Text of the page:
Call me unorthodox, but they didn’t look beautiful to me. Oh, they took my breath away, but they looked…
… like gaping jaws, ready to suck me in, crush me to pieces, and finish me off. I felt threatened by their enormous, jagged wildness. My initial response was to beg the Lord to keep me far away—at a safe altitude as I flew high above them toward my destination in Alaska.
Last week I shared about my experience flying over the Yukon Mountains . I related how I had to quelch the fear that those mountains could destroy me, and choose to marvel at their grandeur instead. I shared how at first they terrified me, until I decided to let them inspire me. Because once I got past my fear, I could see they were …
… an endless, pristine display of God’s magnificence.
But you know what? Those mountains were inanimate. They were just sitting there. Somehow despite their lifelessness they had stirred powerful emotions. How is that? Because in reality, a piece of rock of any size can’t wield that kind of power. It has no control over my reactions. My fears were actually prompted by something deeper—more than likely a lack of understanding or experience with those mountains.
Souvenir for the Soul:
The same is true with people’s opinions. We have no control over how people view us. We aren’t capable, nor are we responsible, to dictate what people think. We can seek to better inform others, but in the end …
Whether they think we’re dangerous or stunning is their choice.
A couple of things to consider here.
One, we need to do all we can to be at peace with those around us, and then leave the results with the Lord.* It was the Creator, after all, that caused me to change my feelings about the Yukon Mountains. He is fully capable to change what people think—as long as they’re willing (something we can’t do a thing about either).
Two, the opinion we do have control over is our own. How do we view those around us, especially the ones that look dangerous? I’m not talking about an unsafe person who can physically or emotionally harm us. I’m talking about our mother-in-law, or neighbor, or coworker that we tend to avoid because we seem to frequently irritate each other. And, of course, our unattached children might very well fit into the dangerous category, too.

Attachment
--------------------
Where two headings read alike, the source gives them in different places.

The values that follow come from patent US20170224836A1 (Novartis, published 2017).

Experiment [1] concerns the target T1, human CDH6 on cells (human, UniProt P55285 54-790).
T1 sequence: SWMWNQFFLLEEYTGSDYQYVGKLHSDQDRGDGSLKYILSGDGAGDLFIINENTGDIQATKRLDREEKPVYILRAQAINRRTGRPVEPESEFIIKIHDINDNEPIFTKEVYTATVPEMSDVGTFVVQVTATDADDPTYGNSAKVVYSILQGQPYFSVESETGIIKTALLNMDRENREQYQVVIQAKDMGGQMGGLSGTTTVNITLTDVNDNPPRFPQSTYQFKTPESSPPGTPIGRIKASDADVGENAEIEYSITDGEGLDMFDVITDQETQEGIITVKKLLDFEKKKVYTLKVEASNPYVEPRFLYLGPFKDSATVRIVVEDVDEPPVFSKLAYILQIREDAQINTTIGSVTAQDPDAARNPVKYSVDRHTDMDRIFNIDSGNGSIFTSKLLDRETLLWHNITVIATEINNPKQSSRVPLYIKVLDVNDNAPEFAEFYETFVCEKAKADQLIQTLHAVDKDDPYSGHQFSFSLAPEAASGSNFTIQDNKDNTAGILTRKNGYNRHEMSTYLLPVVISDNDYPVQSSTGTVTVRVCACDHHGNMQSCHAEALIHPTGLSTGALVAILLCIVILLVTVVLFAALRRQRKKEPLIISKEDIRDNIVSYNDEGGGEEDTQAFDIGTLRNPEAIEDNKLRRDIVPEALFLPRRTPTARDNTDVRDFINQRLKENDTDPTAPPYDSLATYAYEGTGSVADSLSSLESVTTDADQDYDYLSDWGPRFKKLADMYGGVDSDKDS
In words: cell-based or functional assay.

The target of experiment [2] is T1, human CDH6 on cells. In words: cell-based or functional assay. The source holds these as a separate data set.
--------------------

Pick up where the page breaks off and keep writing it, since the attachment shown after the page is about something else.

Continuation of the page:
I wonder what would happen if we started viewing the “dangerous” people in our lives as “stunning”.**
Wondrous creations of God. What kind of difference might it make?
If I imagine what it might be like to have my feet on the ground—up close and personal—in the middle of the Yukon Mountains, I have a pretty good idea, my opinion of them would change dramatically. Maybe, the people we fear are like that, too. Maybe we need to take the time to draw closer: feel their soil beneath our feet, meander through their wildness, smell the fragrance of the flowers that grow in their crevices, drink from the waters that spring from their depths. I have a feeling we’d be amazed at their beauty.
A word of caution: We can’t crash land in their midst. We have to study guide books, pack water and energy bars, wear appropriate shoes, and examine the landscape to find the safest trails. We have to tread respectfully.
And maybe it would help if they got a closer look at us. Maybe this week might be a good time to extend an invitation. A smile. A compliment. A note in the mail. A cup of coffee at a nearby venue.
They may never change their view of us, but I have a feeling the Creator would like us to seek out our own fresh perspective of them. He’d like us to quelch our idea that someone is dangerous, and deliberately look for what’s stunning.
Without naming anyone, share in the comments three words that describe the stunning beauty of a person you used to think was dangerous.
Do not repay anyone evil for evil. Be careful to do what is right in the eyes of everyone.
*If it is possible, as far as it depends on you, live at peace with everyone.
Do not take revenge, my dear friends, but leave room for God’s wrath, for it is written:
“It is mine to avenge; I will repay,” says the Lord.
On the contrary:
“If your enemy is hungry, feed him;
if he is thirsty, give him something to drink.
In doing this, you will heap burning coals on his head.”
Do not be overcome by evil, but overcome evil with good.
Romans 12:17-21, NIV
**In everything, therefore, treat people the same way you want them to treat you, for this is the Law and the Prophets.
Matthew 7:12, NASB